If I had a dollar for every time Steve Sandor said “let it run”, I’d have a new Empacher single.
For decades, Argo stalwart Steve Sandor mentored and inspired dozens if not hundreds of our members. His familiar call could be heard on the water as he stopped you rowing by to comment on your technique. The same was true up in the erg room. Steve took an interest in mentoring every rower at every level of skill. Born in 1921 in pre-war Budapest, Hungary, this is his story.
When the sun rose to find Steve Sandor rowing on the Danube river for the first time, it was May 3rd, 1937. Every life has defining moments and for Mr. Sandor, it was his first moments rowing on those historic waters that he knew he had made his choice.
As a boy, Steve first sat in a wooden row boat while on vacation. He liked it so much he asked his father, who had a cabinet-making business, to build him one. But the Great Depression had set in and circumstance wouldn’t permit. Years later a recruiter from the Hungarian Rowing Club visited his school looking for new talent – preferably 180 cm or taller boys who hadn't previously rowed. Steve remembered how he was told to wear thick-soled shoes to lash into the fixed foot-stretchers in the heavy-duty wooden rowing shell.
So launched a remarkable career spanning over 60 years. To this day Steve is the only Hungarian to win National Championships in every boat category – 1X, 2X, 4-, 4+, and 8+. He won the European University Championships and a total of 18 National titles. His career culminated with a three-gold-medal performance at the World Masters Games in the 1X, 2X and mixed 4X in Portland, Oregon in 1998.
Born on June 8th, 1921, in Budapest, Hungary, Steve endured the Great Depression, the collapse of the family business, Nazi, and later communist occupations. What kept Steve grounded in his life was his pure love of the sport of rowing. He rowed for the FTC Sports Club in the 9th district and served as President and Captain between the years 1949 - 1959. This club was an amalgamation of four clubs and operated much like what is now a national team system producing the best crews in the country. There were also competing clubs made up entirely of communists, which were favoured by party reps during the Olympic Team selection trials.
To his chagrin, Steve fast became aware that the communist crews were to be favoured by the selection committee. Attending a selection meeting, Steve had been told not to speak as he wasn’t a communist party member. When it became apparent his crew would not be chosen he bravely stood up and said “Comrades!” to show respect for the party officials and continued saying, “Who will represent Hungary at the Helsinki Olympics – the fastest crew, or the communist crew?” Put that way, party officials paused and considered his request. Steve was successful in securing a two-boat race off against the fastest communist crew to determine who would represent the nation. It was a best two of three format and with Steve in bow, they easily won the first two races to secure a spot on the team bound for Helsinki.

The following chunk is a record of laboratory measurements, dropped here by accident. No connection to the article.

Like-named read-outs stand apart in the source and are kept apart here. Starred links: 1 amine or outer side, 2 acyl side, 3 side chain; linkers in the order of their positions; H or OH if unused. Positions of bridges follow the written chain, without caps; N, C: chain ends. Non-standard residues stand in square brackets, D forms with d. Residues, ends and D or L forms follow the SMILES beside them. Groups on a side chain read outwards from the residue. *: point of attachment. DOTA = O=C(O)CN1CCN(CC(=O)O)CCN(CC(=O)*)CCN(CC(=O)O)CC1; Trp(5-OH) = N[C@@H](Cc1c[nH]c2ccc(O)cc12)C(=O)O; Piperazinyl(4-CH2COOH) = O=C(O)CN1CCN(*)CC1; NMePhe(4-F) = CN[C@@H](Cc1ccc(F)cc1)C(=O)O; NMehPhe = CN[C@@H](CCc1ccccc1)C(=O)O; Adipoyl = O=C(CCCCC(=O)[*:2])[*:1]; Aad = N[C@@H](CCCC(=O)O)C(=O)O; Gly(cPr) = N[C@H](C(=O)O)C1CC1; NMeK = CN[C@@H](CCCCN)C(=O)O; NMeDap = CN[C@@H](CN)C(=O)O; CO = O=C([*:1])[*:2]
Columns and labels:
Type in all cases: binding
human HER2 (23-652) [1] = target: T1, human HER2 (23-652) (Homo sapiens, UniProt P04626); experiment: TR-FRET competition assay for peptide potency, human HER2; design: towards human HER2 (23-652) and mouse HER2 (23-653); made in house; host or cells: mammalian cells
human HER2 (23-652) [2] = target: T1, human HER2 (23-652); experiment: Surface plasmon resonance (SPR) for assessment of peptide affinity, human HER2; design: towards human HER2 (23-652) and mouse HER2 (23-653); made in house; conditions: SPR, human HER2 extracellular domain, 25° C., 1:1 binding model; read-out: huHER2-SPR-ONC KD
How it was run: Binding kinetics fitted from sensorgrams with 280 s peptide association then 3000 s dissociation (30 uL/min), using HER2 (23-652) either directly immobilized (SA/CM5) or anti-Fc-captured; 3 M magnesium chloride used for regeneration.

Steve’s Olympic experience differed greatly from those of other Argos who competed at the Helsinki Olympics. Coming from a communist country, Hungarian athletes were forced to live in a fenced-in compound and weren’t allowed to associate with athletes from other countries. 186 guards accompanied the 186 members of the team, each assigned to one individual.
Still, Steve spoke fondly of having the opportunity to represent his country at such a prestigious event. His crew, racing in a communist-built boat 50 kg heavier than other countries used, didn’t advance beyond the repechage. As Steve put it “we were carrying two coxies”.
Years later, after the fall of communism in Hungary, Steve ran into the same officials he addressed prior to the Olympic trials. They commended him for the stand he took with them and the courage he showed confronting the party on behalf of his crew despite the dangers involved in doing so.
Steve moved to Toronto in 1981 after 12 years of braving the roads of Manhattan driving a taxicab. One day while driving on Lakeshore Blvd. West he happened to spot past the Argonaut Club so he pulled in and met Jim Ingram. They discussed rowing and membership and Steve promptly paid the $100. fee required for one year of rowing at Argos. Thus began a lasting legacy at Argos. When a local sports channel interviewed Steve at Argos in 1997 he reiterated how he felt he was home here "this is a club, go into the workshop, it is has the smell of a club, it feels like a club, it has a history".
Days from turning 93, Steve still marvels at his many great experiences rowing at the club and the people he has known. He has great memories of times spent with people like Bob Blunt and still raves about the "incredible blade work" of Shannon Crawford when she took him out in a pair. Although he has slowed down a little, Steve is still able to make it to the ARC Double Blue Awards Gala every year where he can reminisce with friends.
Our waters miss Steve but he watches over them. The view from the kitchen of his Swansea condominium catches the Western edge of our watercourse only steps from the lakeshore – where he needs to be.
Let it run.
Grant Sommers 2014